Map of Uganda

Map of Uganda
The Uganda Kampala Mission includes Uganda, Ethiopia, Rwanda, Burundi and Southern Sudan. Our assignment covers all the areas except Ethiopia.

Sunday, March 28, 2010

Scenes from the Bududa landslide

As shown in our last blog, the Bududa landslide buried three villages, killed an estimated 400 people and displaced thousands more. We were finally able to get pictures of the slide area and one of the Internally Displaced Persons (IDP) camps which will house 4,300 people until they can be relocated to other areas. No one will be allowed back into the slide area which will be designated a mass grave site by the Government.

Villagers digging; trying to locate to bodies of friends and family members.

Area where boulders were brought down by the slide.

Huts at the edge of the slide area. 100 children in this village were buried where they took shelter in a trading center.

One of the (IDP) camps near the slide area.

Some of our tarps being used to made shelters

The cooking pots being put to good use in the camps.

Thursday, March 11, 2010

Church is providing aid to landslide victims in Uganda

300,000 homeless after landslides
Monday, 8th March, 2010

OVER 300,000 people in the Mount Elgon region and the neighbouring lowlands of Butaleja, Budaka and Tororo districts have been displaced following the landslide that devastated Bududa in eastern Uganda last week, the state minister for relief and disaster preparedness, Musa Ecweru, said yesterday, report Taddeo Bwambale and Cecilia Okoth.

Another 500,000 people from the Rwenzori and Kigezi regions in western Uganda are at risk of landslides and floods, the minister added.

We have had an Emergency response Project approved to supply blankets, tarpaulins, cooking pots and soap to the survivors of the landslide who are now displaced into IDP camps until the rainy season ends in May.

Here we are turning supplies over to Musa Ecweru, Uganda's Minister of State for Emergency response and refugees. This is the sixth Emergency response project we have we have been able to do with The Prime Minister's Office.

This time, we are not allowed to go into the area because of unsafe conditions and the risk of disease as the effort to recover more than 350 bodies continues. The supplies are being taken, by the Army, to the camps being set up for the internally displaced persons (IDPs).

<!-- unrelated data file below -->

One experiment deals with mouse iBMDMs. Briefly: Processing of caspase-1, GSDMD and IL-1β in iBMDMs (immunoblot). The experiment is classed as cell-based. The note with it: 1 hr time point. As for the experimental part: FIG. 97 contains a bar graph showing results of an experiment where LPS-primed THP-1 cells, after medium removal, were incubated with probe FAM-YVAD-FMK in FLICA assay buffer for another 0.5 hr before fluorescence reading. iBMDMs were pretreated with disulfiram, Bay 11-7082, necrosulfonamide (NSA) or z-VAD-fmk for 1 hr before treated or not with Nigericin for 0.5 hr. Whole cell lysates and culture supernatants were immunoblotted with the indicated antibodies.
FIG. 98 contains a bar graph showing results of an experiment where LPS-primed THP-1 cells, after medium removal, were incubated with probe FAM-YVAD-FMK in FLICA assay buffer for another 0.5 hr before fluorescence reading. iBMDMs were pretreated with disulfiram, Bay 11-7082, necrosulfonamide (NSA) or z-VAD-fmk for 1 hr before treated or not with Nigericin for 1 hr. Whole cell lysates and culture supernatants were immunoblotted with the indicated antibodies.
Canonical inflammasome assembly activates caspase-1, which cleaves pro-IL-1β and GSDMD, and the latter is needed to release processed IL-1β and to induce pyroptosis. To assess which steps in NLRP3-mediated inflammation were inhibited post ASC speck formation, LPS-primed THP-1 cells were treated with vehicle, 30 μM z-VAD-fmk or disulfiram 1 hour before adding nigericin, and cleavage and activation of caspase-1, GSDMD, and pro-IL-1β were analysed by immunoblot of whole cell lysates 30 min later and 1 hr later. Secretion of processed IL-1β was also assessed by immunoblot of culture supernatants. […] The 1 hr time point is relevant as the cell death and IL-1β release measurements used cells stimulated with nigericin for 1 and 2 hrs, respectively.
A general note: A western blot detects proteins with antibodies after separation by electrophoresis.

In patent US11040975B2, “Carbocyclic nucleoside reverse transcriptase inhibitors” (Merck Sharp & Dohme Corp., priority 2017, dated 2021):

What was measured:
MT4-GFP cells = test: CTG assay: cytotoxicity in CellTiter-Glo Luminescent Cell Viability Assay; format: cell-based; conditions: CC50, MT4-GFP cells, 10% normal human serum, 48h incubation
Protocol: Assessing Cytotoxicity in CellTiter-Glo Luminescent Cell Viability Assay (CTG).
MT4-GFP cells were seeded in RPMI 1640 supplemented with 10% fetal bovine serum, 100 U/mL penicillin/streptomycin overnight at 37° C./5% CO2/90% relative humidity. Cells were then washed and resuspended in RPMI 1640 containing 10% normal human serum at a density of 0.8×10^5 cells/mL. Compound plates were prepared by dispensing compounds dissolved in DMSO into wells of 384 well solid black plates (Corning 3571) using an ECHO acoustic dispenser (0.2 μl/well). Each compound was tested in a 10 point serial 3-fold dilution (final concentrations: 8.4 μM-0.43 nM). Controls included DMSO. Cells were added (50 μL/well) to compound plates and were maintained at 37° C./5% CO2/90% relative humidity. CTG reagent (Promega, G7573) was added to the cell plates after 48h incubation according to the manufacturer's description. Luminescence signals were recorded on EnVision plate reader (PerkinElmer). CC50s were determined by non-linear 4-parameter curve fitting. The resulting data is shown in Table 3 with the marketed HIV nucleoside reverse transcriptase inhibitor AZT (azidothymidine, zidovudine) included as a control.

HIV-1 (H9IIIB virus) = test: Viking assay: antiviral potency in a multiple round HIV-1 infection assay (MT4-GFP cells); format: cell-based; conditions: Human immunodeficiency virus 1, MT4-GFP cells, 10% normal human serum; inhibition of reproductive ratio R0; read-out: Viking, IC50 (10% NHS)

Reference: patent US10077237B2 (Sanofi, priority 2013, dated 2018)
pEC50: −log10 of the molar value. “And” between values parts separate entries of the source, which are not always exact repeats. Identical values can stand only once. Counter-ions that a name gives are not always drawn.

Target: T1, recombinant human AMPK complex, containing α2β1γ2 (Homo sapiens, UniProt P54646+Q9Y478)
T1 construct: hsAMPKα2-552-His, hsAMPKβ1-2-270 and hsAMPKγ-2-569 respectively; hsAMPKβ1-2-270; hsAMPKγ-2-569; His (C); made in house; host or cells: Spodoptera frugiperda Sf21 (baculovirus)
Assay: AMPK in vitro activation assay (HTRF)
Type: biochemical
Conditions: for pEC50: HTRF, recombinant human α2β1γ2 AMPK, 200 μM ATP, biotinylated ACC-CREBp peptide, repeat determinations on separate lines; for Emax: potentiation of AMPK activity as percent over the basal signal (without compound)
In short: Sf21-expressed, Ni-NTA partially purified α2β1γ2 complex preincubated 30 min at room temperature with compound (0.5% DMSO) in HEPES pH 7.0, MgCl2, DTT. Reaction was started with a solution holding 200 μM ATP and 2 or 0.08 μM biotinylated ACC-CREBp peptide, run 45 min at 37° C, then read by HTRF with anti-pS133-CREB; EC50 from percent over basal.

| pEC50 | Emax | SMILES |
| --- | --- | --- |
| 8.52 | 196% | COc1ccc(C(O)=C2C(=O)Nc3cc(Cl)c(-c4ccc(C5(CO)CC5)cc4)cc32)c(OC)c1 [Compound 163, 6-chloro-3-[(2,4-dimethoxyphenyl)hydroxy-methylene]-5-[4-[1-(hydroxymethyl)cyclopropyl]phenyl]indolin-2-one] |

As usual, we would not have been able to collect all the necessary supplies without our assistant and Project Monitor, Ssimbwa Busulwa. He is now heading back to Sudan to finalize the borehole drilling there. We only have 12 more days left on our mission and we will sorely miss our dear friend, Ssimbwa. He is an incredible man with a heart of gold who we deeply love and who never gets tired of doing good. It is impossible for us to measure the impact he has had on the Humanitarian work which is being done in Uganda. Luckily for us, he often travels to the U.S. so it will not be, "Good-bye" when we leave...only, "See you soon".

"Everything must have a beginning"

"Everything must have a beginning"
Children at an orphanage in Entebbe, Uganda. There are so many children here it is incredible; there are orphans everywhere. The people take them in and it is not unusual to see families struggling with 8-10 children. We talked to a woman yesterday who has taken in twelve children. She said, "sometimes I feel sad that I cannot do more, but everything must have a beginning". We have decided to use that as our personal reminder to guide our actions here as we try to help.